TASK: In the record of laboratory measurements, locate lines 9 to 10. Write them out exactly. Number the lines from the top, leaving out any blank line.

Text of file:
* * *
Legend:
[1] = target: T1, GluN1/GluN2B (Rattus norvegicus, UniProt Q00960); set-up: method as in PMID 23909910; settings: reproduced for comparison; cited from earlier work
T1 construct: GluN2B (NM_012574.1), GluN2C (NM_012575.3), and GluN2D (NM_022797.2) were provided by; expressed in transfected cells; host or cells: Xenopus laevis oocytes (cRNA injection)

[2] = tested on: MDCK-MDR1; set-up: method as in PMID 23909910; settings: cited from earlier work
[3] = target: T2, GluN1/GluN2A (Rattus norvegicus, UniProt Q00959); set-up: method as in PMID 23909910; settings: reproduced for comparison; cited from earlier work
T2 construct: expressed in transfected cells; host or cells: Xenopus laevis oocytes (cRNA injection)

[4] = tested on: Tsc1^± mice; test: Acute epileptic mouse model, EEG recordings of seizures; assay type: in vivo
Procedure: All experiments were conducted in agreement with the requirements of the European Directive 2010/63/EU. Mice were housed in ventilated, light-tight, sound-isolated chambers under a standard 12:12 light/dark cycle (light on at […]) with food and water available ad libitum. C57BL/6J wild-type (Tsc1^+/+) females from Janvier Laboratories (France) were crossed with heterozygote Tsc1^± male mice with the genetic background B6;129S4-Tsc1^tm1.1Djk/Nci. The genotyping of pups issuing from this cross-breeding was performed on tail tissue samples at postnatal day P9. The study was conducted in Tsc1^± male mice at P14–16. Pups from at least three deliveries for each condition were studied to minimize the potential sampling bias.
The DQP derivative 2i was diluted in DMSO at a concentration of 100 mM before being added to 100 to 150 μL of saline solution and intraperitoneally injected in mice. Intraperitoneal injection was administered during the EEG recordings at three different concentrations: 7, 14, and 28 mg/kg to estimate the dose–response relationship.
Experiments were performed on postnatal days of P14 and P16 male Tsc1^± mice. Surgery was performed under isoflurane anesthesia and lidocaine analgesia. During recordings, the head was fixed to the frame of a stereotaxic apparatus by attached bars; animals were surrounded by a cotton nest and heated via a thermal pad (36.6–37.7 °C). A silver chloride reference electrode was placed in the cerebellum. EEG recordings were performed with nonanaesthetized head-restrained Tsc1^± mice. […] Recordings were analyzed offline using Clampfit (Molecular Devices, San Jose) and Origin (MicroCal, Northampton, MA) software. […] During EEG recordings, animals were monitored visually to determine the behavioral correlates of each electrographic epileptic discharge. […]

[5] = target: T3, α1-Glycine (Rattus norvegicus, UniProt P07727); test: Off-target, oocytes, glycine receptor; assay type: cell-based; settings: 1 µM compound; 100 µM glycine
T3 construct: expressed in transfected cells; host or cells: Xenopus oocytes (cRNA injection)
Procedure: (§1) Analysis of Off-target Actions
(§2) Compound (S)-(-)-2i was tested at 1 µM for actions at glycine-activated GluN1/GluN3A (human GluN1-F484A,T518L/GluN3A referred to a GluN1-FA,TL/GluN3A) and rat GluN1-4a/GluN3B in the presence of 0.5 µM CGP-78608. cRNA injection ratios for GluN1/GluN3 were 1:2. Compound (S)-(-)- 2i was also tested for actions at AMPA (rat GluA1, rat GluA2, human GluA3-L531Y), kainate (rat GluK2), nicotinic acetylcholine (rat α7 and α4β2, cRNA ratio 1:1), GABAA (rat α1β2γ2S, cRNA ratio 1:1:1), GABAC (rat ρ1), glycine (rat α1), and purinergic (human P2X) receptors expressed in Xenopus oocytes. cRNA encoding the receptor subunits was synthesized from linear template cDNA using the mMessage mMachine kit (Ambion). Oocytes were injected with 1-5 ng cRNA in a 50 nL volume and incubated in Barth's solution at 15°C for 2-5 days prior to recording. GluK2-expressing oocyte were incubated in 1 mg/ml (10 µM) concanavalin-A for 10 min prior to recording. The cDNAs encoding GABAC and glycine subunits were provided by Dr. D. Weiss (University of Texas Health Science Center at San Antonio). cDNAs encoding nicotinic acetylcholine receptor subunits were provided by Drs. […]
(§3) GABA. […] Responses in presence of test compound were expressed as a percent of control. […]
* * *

The DQP derivative 2i was diluted in DMSO at a concentration of 100 mM before being added to 100 to 150 μL of saline solution and intraperitoneally injected in mice. Intraperitoneal injection was administered during the EEG recordings at three different concentrations: 7, 14, and 28 mg/kg to estimate the dose–response relationship.
Experiments were performed on postnatal days of P14 and P16 male Tsc1^± mice. Surgery was performed under isoflurane anesthesia and lidocaine analgesia. During recordings, the head was fixed to the frame of a stereotaxic apparatus by attached bars; animals were surrounded by a cotton nest and heated via a thermal pad (36.6–37.7 °C). A silver chloride reference electrode was placed in the cerebellum. EEG recordings were performed with nonanaesthetized head-restrained Tsc1^± mice. […] Recordings were analyzed offline using Clampfit (Molecular Devices, San Jose) and Origin (MicroCal, Northampton, MA) software. […] During EEG recordings, animals were monitored visually to determine the behavioral correlates of each electrographic epileptic discharge. […]